Lessons from the Great American-Made Pool Table Rummage in 2017
It all started one day when my wife and I were watching a billiard tournament on television. The next morning, I ventured out to find the perfect pool table that would become our newest toy in pursuit of sportsmanship.
I have to confess that my total reference point was what I had seen on television – a table with four legs covered in green cloth and decorated with pockets on the side and corners.
If you are thinking about getting a pool table of your own, let me tell you that is not enough! How was I to know that billiard tables come in a whole bunch of different sizes?
The TV moderators at the tournament never said a word about that!
Since our household decided years ago to try to buy only “Made in the USA” products, I told the clerk at the local billiard table store that I wanted an American Made pool table for our family room.
The salesman at the sporting goods store pummeled me with questions that I couldn’t answer:
- Is the table for pool, billiards or snooker?
- How big is the space where you are going to put it? (He didn’t mean the room. He meant the amount of walking around it space.)
- What kind of wood do you want? hand-stained or laminate finish?
- Brazilian, Italian or Chinese slate?
- What thickness of slate do you want – ¾”, 7/8” or 1 inch?
- Leather, rubber or plastic pockets?
Features of American Made Pool Tables
After hours and hours of intense rummaging through dictionaries, geological text books and researching various terms for wood products, I can fill you in on several important things I learned.
- Know that there is a difference in Pool, Billiards and Snooker and each has a table size standard to that particular game – and the tables are not interchangeable.
- Space is amount that you have available in the room plus additional space for the cue. For example, if you choose a 4’ x 8’ table (which is considered to be an 8.5’ table) and you use a 48” cue, you will need a space free of everything else of at least 12’ x 16’ but if one member of your family decides to use a 58” cue, then you will need a space of 14’ x 18’.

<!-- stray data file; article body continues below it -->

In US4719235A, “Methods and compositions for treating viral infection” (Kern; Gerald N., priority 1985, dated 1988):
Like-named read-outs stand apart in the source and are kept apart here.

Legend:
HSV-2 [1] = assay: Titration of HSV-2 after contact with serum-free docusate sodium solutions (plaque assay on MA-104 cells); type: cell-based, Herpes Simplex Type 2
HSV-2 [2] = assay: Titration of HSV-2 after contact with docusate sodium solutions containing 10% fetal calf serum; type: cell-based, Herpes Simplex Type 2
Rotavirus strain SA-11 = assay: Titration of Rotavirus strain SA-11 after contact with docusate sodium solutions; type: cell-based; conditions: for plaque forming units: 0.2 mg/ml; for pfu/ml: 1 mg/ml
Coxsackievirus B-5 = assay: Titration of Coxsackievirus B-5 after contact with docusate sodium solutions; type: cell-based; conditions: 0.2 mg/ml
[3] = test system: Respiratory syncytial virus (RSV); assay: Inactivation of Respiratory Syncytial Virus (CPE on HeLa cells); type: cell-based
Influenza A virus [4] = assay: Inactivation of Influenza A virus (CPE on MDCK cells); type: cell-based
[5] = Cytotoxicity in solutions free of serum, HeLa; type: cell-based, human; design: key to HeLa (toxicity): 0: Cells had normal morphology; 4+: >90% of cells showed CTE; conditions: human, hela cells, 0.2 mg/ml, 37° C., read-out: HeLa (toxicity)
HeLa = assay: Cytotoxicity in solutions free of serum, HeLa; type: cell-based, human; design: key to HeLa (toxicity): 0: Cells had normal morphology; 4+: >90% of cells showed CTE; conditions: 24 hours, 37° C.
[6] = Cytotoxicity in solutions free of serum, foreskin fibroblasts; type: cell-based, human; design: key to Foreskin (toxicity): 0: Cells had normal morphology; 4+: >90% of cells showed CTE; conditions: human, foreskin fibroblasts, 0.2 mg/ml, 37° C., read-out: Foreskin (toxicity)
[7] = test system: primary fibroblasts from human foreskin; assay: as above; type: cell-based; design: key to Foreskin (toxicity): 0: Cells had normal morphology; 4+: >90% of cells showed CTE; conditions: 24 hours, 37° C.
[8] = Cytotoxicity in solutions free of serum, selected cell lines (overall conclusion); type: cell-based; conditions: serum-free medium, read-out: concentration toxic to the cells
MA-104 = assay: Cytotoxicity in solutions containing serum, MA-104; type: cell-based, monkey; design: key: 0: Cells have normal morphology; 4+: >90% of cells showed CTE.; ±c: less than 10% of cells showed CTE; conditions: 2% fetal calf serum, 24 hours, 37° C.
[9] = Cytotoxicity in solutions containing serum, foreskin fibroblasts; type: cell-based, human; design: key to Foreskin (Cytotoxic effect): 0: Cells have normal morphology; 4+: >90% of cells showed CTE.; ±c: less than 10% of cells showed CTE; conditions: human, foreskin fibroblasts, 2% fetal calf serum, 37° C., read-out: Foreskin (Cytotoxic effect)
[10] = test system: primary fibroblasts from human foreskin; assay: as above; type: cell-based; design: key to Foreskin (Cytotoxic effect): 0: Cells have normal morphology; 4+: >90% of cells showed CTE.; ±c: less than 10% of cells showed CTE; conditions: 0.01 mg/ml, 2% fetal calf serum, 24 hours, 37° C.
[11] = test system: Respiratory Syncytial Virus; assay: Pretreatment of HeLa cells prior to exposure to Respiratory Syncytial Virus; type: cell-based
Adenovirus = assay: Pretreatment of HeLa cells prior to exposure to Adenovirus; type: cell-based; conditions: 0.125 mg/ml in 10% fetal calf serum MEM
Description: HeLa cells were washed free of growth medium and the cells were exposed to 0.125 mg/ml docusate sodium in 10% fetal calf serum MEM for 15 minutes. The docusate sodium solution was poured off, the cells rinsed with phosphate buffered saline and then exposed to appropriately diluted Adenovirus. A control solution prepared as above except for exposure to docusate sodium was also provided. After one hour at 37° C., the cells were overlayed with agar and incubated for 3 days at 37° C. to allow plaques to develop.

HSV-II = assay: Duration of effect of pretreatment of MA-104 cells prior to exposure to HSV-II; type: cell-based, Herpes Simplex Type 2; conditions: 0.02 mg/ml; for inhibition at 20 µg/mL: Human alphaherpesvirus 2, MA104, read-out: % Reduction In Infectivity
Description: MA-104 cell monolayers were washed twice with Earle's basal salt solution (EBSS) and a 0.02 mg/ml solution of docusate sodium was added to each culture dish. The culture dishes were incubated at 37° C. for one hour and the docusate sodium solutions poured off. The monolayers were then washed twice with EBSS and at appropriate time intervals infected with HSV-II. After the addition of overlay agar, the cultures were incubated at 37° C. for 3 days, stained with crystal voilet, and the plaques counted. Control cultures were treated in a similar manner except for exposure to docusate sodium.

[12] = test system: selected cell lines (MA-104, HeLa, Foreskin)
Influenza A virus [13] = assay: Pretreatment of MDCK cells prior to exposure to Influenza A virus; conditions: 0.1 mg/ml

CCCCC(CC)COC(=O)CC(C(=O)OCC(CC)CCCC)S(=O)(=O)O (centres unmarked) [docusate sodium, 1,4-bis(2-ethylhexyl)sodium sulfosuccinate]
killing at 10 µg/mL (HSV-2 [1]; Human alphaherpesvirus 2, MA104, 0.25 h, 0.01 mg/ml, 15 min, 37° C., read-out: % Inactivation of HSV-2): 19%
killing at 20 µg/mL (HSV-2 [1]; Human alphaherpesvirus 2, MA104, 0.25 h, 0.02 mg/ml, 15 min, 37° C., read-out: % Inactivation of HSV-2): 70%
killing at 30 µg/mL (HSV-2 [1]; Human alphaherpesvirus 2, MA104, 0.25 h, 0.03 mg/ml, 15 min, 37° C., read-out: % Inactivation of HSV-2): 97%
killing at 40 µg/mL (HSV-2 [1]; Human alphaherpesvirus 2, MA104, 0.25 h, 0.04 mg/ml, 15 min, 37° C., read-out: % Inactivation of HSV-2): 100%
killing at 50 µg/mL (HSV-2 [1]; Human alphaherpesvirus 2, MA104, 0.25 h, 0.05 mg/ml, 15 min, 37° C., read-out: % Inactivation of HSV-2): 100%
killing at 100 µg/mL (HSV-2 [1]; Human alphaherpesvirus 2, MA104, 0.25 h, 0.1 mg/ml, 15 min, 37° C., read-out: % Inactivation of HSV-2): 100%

- Choose a table made of solid wood with North American Hardwoods – Maple, Hickory, Oak, Black Walnut, Red Oak or Hard Rock Maple
- Choose woven worsted felt billiard cloth made in Belgium because there is no company in the U.S. that manufacturers it and will not peel or groove when playing
- A sprayed on laminate finish (like the kind that crafters use to seal painted projects) sits on top of the wood while a hand-rubbed gradually seeps into the wood allowing the wood to breathe and prevents cracking
- When it comes to slate, buy “matched and registered” Italian slate with a thickness for home use of no less than 7/8”.
- Leather pockets – preferably Italian leather – in natural colors (no dyed leathers because dying causes the leather to wear faster) are easy to care for and don’t wear out in a couple of years.
- Be prepared to pay for quality and avoid the “sales” that are advertised online.
The manufacturer that I recommended above (the one in Belgium since 1680) recommends vacuuming the felt with a non-rotating brush tip. Regular suction heads will stretch your pool table cloth and it will eventually bunch up in front of the balls when you are playing. (Not good.)
Once vacuumed in this manner, wipe the cloth with a slightly damp clean cotton cloth not toweling. Then, use a soft bristled brush to brush the table top.
My Rummage Unearthed
Overall, what I unearthed is that the words, “American Made, Made in the USA or Made in America” can be misleading in the world of pool tables. Some very well-known brands state that they can claim their product is made in America because their main corporate office is here.
Others claim that they can say that because the table is assembled in your home – “made” in the USA! The only way to be certain that you have an American Made Pool Table is to have one custom built at a factory that you can go visit.